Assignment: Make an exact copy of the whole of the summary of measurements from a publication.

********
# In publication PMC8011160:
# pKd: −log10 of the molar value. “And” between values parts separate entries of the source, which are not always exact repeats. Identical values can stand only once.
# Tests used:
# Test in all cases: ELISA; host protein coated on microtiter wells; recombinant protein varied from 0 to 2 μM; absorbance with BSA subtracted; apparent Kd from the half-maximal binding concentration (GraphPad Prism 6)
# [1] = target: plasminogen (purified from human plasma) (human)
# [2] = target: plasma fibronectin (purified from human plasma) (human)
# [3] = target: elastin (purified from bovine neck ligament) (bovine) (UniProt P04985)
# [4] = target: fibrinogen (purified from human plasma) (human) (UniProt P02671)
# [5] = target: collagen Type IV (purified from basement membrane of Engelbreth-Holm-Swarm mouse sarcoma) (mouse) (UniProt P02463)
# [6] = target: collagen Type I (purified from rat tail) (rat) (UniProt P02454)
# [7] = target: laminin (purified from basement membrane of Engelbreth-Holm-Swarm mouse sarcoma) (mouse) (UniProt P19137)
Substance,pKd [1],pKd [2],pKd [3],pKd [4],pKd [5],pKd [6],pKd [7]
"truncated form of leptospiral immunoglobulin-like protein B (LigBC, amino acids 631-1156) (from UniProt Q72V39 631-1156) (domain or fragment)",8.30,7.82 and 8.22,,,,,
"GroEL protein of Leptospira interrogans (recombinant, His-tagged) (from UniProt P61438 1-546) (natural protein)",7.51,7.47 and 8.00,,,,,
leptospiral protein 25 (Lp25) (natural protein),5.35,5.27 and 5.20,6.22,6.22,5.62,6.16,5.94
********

# In publication PMC8011160:
# pKd: −log10 of the molar value. “And” between values parts separate entries of the source, which are not always exact repeats. Identical values can stand only once.
# Tests used:
# Test in all cases: ELISA; host protein coated on microtiter wells; recombinant protein varied from 0 to 2 μM; absorbance with BSA subtracted; apparent Kd from the half-maximal binding concentration (GraphPad Prism 6)
# [1] = target: plasminogen (purified from human plasma) (human)
# [2] = target: plasma fibronectin (purified from human plasma) (human)
# [3] = target: elastin (purified from bovine neck ligament) (bovine) (UniProt P04985)
# [4] = target: fibrinogen (purified from human plasma) (human) (UniProt P02671)
# [5] = target: collagen Type IV (purified from basement membrane of Engelbreth-Holm-Swarm mouse sarcoma) (mouse) (UniProt P02463)
# [6] = target: collagen Type I (purified from rat tail) (rat) (UniProt P02454)
# [7] = target: laminin (purified from basement membrane of Engelbreth-Holm-Swarm mouse sarcoma) (mouse) (UniProt P19137)
Substance,pKd [1],pKd [2],pKd [3],pKd [4],pKd [5],pKd [6],pKd [7]
"truncated form of leptospiral immunoglobulin-like protein B (LigBC, amino acids 631-1156) (from UniProt Q72V39 631-1156) (domain or fragment)",8.30,7.82 and 8.22,,,,,
"GroEL protein of Leptospira interrogans (recombinant, His-tagged) (from UniProt P61438 1-546) (natural protein)",7.51,7.47 and 8.00,,,,,
leptospiral protein 25 (Lp25) (natural protein),5.35,5.27 and 5.20,6.22,6.22,5.62,6.16,5.94